15 Biggest Box Office Hits That Premiered at Sundance
Films like “Precious,” “Little Miss Sunshine” and “Napoleon Dynamite” all made noise in Park City before hitting the box office
Sundance is the biggest market for indie films around, and for good reason. The festival has a history of finding the quirky, independent crowd-pleaser that goes on to be a box office smash. 2020 saw a record sale of $17.5 million for the Andy Samberg comedy “Palm Springs,” which proved to be one of Hulu’s biggest movies ever. And while some films fizzle at the box office despite their festival hype, many more manage to sustain that buzz all the way until Oscar season. Here are a few that made a splash at both Park City and for wide audiences. All box office figures are domestic numbers.
15. “A Walk in the Woods” (2015) – $29.5 million • It should come as no surprise that Robert Redford premiered a movie he starred in at his own festival. But he also proved that he still carries some box office clout.
14. “(500) Days of Summer” (2009) – $35.9 million • Joseph Gordon-Levitt and Zooey Deschanel starred in this inventive indie rom-com from director Marc Webb that Fox Searchlight distributed to make it one of the sleeper indie hits of the summer of 2009.
13. “In the Bedroom” (2001) – $35.9 million • “In the Bedroom” was the first film to ever score a Best Picture Oscar nomination after making its premiere at Sundance, and its four additional nominations — including for Sissy Spacek, Tom Wilkinson and Marisa Tomei — were the most received by any Sundance film until the release of “Precious” in 2009.
12. “Brooklyn” (2015) – $38.3 million • The period-piece romance starring Saoirse Ronan as an Irish immigrant to New York wowed audiences and buyers, with another heated bidding war ensuing that ultimately went to Fox Searchlight for $9 million.
11. “The Big Sick” (2017) – $42.8 million • Kumail Nanjiani and Emily V. Gordon’s debut screenplay about their own romance sparked a bidding war among buyers, eventually landing with Amazon for $12 million, which was only the second-highest acquisition of that year behind Netflix’s pickup of “Mudbound.”
10. “Hereditary” (2018) – $44.1 million • The biggest box office hit of Sundance 2018 was a midnight screening picked up by A24. “Hereditary” earned acclaim from critics and audiences alike for its disturbing portrayal of grief and its destructive power, and was declared by many to be the finest performance of Toni Collette’s career.
9. “Napoleon Dynamite” (2004) – $44.5 million • The deadpan, oddball comedy “Napoleon Dynamite” made a star out of Jon Heder and went on to become a cult hit as well as a big success, considering its minuscule budget of just $400,000.
8. “Precious: Based on the Novel ‘Push’ By Sapphire” (2009) – $47.6 million • Lee Daniels’ heart-wrenching film “Precious” made such waves at Sundance that Tyler Perry and Oprah Winfrey announced that they would be leading the film’s marketing, jumping on board as executive producers. It made Gabourey Sidibe a star and Mo’Nique an Oscar winner for her fiery performance as Precious’ cruel mother.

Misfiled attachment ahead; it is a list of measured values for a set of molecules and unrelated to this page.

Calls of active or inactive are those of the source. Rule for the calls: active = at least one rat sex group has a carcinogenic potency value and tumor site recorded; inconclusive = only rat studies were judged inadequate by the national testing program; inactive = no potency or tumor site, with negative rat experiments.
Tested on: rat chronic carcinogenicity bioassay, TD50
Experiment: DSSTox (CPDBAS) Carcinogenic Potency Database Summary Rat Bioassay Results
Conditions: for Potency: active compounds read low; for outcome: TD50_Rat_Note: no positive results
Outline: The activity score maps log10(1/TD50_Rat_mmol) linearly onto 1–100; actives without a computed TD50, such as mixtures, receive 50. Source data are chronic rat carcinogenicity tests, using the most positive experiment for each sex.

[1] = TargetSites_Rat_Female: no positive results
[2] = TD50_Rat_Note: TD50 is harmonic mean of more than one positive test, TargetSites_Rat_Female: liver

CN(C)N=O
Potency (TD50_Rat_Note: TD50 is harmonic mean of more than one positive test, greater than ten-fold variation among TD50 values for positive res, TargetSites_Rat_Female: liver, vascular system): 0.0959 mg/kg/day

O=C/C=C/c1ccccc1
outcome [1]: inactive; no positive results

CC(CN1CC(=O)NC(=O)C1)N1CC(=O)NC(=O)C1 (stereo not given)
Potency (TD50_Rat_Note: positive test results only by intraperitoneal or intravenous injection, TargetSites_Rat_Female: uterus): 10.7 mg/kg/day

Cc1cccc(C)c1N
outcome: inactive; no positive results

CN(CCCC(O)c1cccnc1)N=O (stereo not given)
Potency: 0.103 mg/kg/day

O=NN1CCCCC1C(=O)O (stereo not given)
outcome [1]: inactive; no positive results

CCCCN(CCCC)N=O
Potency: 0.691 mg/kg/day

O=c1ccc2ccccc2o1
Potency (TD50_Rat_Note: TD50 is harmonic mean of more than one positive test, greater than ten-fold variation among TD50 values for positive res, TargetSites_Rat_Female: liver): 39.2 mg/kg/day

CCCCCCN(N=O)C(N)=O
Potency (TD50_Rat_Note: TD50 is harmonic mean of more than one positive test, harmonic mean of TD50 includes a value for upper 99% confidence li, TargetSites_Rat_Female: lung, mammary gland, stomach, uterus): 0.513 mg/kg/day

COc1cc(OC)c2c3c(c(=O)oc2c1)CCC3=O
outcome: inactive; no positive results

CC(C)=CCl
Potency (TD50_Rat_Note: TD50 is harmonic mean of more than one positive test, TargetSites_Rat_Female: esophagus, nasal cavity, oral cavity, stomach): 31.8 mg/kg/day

7. “Manchester by the Sea” (2016) – $47.7 million • Amazon paid a whopping $10 million for the rights to release Kenneth Lonergan’s “Manchester by the Sea.” It went on to make the company a major player on the indie festival scene and even netted an Oscar win for Lonergan and its male lead, Casey Affleck.
6. “Four Weddings and a Funeral” (1994) – $52.7 million • This beloved comedy with Hugh Grant and Andie MacDowell was made quickly and cheaply. With $245.7 million worldwide, it was the highest grossing British film in history at the time of its release.
5. “Saw” (2004) – $55.2 million • It’s hard to believe that a movie that has spawned a half-dozen sequels actually made its premiere as an indie film at Sundance, but Lionsgate nabbed it days before the festival, launching the career of director James Wan in the process.
4. “The Butterfly Effect” (2004) – $57.9 million • Ashton Kutcher was at the peak of his fame when he appeared at the Sundance Film Festival in 2004. Though critics weren’t kind to the movie or to Kutcher’s performance in the psychological thriller, it went on to be a box office success, making $96.1 million worldwide.
3. “Little Miss Sunshine” (2006) – $59.8 million • “Little Miss Sunshine” might be the quintessential Sundance movie — a quirky, happy-go-lucky family comedy about an offbeat group of individuals — but it would also prove to be a massive crowd-pleaser. Fox Searchlight acquired it for $10.5 million in a heated bidding war, which at the time was among the highest amounts spent for a Sundance title. The film also won two Oscars, including for Alan Arkin, and earned a nomination for its child star Abigail Breslin.
2. “The Blair Witch Project” (1999) – $140.5 million • When it first premiered at Sundance, “The Blair Witch Project” was hyped as though the actors in the film were either “deceased” or “missing.” Critics raved about how the horror film introduced the “found footage” technique to the movies, leading Artisan Films to acquire it for $1.1 million. The film then received months of publicity and word of mouth attention that it was actually based on real events. And because it was made on a shoestring budget of just $60,000 before grossing $250 million worldwide, it has subsequently become one of the most successful independent films of all time.
1. “Get Out” (2017) – $176.0 million • Jordan Peele’s debut film “Get Out” ended up being a studio film distributed by Universal, but it earned its indie cred by premiering at Sundance before surprising audiences with its record-setting box office run a month later in February 2017.
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